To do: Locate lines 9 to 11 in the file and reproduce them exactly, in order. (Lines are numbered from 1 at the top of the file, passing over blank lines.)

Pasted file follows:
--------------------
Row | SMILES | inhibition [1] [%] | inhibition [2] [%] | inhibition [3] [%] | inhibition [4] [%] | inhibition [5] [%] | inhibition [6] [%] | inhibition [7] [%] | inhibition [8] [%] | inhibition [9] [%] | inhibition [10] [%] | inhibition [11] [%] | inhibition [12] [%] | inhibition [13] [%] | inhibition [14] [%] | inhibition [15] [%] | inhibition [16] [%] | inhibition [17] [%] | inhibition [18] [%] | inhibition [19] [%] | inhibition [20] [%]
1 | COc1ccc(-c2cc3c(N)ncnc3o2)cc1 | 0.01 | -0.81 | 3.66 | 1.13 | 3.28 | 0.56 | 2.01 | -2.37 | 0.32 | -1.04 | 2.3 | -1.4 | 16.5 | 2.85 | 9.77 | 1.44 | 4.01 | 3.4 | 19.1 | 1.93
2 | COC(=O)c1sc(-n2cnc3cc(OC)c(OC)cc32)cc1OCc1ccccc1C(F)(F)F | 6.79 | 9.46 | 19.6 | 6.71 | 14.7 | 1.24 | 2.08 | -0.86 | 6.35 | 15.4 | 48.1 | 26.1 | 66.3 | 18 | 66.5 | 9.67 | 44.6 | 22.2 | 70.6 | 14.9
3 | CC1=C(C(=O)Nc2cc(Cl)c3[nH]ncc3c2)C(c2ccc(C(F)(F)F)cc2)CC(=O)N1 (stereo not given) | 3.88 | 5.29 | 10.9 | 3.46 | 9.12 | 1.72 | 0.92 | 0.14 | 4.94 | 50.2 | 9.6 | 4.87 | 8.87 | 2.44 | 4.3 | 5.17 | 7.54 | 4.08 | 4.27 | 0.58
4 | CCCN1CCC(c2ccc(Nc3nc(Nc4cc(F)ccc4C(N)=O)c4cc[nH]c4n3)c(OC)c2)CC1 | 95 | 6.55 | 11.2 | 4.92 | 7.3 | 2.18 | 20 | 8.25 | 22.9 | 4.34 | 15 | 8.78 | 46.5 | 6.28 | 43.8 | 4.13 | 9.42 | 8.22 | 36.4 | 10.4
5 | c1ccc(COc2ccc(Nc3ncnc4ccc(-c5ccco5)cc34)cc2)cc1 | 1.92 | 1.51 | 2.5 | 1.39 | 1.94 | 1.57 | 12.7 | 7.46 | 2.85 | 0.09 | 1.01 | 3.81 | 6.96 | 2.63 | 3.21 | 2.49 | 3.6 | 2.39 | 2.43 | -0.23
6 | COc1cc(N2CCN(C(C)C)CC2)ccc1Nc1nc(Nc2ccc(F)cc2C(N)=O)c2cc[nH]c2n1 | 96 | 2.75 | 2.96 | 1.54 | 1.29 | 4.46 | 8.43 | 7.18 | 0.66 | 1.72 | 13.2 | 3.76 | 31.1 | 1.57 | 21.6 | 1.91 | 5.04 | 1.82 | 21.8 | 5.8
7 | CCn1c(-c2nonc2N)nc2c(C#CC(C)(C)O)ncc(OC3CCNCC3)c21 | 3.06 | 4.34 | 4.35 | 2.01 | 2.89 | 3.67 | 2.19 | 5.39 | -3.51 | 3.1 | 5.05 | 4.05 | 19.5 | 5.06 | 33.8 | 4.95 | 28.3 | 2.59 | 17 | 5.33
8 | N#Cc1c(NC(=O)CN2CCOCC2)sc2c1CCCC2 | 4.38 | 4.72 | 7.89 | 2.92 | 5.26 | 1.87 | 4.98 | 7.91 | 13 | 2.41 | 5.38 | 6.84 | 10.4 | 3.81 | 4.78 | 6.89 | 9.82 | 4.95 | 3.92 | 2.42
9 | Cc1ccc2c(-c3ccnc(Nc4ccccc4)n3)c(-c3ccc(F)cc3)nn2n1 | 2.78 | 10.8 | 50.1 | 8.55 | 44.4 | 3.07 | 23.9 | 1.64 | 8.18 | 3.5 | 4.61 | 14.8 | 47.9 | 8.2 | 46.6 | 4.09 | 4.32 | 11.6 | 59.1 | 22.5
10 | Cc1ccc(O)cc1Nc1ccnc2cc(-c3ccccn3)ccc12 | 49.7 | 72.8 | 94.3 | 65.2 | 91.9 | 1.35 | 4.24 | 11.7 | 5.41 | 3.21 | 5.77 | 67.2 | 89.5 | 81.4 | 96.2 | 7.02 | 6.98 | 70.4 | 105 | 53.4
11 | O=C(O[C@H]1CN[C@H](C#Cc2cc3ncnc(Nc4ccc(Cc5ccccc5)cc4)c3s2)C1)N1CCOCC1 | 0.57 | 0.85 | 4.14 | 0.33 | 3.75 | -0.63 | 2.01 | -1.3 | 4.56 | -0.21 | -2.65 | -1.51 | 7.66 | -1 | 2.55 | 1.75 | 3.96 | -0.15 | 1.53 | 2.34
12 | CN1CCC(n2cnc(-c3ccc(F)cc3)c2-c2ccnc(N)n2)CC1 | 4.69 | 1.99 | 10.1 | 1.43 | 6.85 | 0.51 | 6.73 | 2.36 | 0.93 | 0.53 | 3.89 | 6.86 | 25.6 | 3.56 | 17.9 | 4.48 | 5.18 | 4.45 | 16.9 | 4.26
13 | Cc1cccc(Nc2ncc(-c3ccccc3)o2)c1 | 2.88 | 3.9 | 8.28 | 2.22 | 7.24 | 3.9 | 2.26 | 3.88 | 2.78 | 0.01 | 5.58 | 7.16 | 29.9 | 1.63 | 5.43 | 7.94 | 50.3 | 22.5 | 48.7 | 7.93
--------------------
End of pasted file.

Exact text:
8 | N#Cc1c(NC(=O)CN2CCOCC2)sc2c1CCCC2 | 4.38 | 4.72 | 7.89 | 2.92 | 5.26 | 1.87 | 4.98 | 7.91 | 13 | 2.41 | 5.38 | 6.84 | 10.4 | 3.81 | 4.78 | 6.89 | 9.82 | 4.95 | 3.92 | 2.42
9 | Cc1ccc2c(-c3ccnc(Nc4ccccc4)n3)c(-c3ccc(F)cc3)nn2n1 | 2.78 | 10.8 | 50.1 | 8.55 | 44.4 | 3.07 | 23.9 | 1.64 | 8.18 | 3.5 | 4.61 | 14.8 | 47.9 | 8.2 | 46.6 | 4.09 | 4.32 | 11.6 | 59.1 | 22.5
10 | Cc1ccc(O)cc1Nc1ccnc2cc(-c3ccccn3)ccc12 | 49.7 | 72.8 | 94.3 | 65.2 | 91.9 | 1.35 | 4.24 | 11.7 | 5.41 | 3.21 | 5.77 | 67.2 | 89.5 | 81.4 | 96.2 | 7.02 | 6.98 | 70.4 | 105 | 53.4